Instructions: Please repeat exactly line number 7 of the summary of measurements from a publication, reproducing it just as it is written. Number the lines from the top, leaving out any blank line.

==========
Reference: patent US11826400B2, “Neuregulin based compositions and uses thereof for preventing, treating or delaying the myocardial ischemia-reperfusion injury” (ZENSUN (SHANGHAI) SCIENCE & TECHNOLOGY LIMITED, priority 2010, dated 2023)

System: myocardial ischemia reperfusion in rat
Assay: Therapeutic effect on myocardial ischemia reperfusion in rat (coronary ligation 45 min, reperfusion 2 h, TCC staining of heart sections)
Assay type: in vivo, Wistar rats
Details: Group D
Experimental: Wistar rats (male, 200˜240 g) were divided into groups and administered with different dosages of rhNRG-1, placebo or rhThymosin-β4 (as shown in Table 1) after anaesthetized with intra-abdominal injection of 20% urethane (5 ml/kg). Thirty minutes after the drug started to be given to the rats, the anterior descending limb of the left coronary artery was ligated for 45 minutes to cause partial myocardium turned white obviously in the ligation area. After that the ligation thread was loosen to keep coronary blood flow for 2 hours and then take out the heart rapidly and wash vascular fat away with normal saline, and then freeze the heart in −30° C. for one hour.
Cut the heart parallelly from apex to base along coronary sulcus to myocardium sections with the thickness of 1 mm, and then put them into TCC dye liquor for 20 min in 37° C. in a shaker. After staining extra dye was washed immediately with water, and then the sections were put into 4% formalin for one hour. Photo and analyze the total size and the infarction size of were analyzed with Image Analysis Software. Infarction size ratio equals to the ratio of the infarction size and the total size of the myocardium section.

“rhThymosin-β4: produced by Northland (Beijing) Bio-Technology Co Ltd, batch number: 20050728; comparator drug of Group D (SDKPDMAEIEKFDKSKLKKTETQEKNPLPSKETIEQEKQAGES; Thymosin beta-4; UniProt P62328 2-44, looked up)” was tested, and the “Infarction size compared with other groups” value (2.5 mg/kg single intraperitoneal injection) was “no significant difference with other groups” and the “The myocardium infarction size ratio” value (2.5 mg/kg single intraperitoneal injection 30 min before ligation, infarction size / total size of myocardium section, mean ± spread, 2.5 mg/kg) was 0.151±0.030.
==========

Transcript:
Cut the heart parallelly from apex to base along coronary sulcus to myocardium sections with the thickness of 1 mm, and then put them into TCC dye liquor for 20 min in 37° C. in a shaker. After staining extra dye was washed immediately with water, and then the sections were put into 4% formalin for one hour. Photo and analyze the total size and the infarction size of were analyzed with Image Analysis Software. Infarction size ratio equals to the ratio of the infarction size and the total size of the myocardium section.